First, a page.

The last time I was in Ribe in western Denmark there was a magnificent hoar frost. The little North Sea port seemed to be lost to the white mists of a Grimm fairy tale. Founded by the Danish king Ongendus in the early 8th century, it attracted the bold missionary Ansgar, who made a cathedral here. Today this huge high medieval building of Westphalian stone and brick dominates the town. Around Ansgar’s mission grew the medieval town, separated by a river from the early Viking emporium.
Ribe - a North sea port
Much has happened since I was last here. Not only has the archaeology taken wonderful new turns, the little town has been transformed.
The archaeology has been blessed by the Northern Emporium project – its focus being a 2-year research-driven excavation of the very highest calibre. That is the purpose of my visit. Forget the Vikings, though, I cannot but be affected by how Ribe has found a glorious new personality. Cars are now prohibited from the old city centre and all of it is pedestrianized. The impact is immediate and liberating.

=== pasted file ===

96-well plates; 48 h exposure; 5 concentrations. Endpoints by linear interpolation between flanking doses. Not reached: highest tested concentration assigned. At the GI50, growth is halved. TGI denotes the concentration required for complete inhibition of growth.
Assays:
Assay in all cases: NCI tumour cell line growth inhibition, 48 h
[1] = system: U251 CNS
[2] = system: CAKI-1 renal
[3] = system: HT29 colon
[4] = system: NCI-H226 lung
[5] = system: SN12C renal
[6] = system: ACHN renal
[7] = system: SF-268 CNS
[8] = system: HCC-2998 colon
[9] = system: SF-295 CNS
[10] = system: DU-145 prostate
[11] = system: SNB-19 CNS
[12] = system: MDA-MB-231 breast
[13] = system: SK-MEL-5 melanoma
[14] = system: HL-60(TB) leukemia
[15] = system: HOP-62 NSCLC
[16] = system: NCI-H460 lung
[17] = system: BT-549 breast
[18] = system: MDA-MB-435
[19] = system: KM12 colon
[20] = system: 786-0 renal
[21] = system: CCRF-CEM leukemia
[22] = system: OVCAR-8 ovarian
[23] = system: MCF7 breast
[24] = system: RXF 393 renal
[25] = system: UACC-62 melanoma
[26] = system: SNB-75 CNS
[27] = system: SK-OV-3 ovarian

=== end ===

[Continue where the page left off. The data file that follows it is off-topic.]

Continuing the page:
Car-less attracts throngs of tourists, ambling cheerily along the cobbled streets. Notwithstanding the drifting North Sea rain, the town’s watchman, dressed in 19th-century formal garb, draws a large and eager crowd. Staff in hand, in two languages, he sing-songs a tour through Ribe’s principal hotspots and history.
Ribe and Asgar
I stay in the Dagmar Hotel as I did twenty-something years ago. Not one floor is level, like the car-less streets it’s discombobulating. The restaurant’s menu and wines are exceptional. And being one of Ribe’s oldest landmarks, we are honoured by the craggy watchman who regales us with dark tales. Ribe, whatever this lugubrious siren recounts of murders and executions, feels blessed, and that is before I visit the extraordinary excavations and the Viking Museum which first drew me here in that hoar frost and back again now.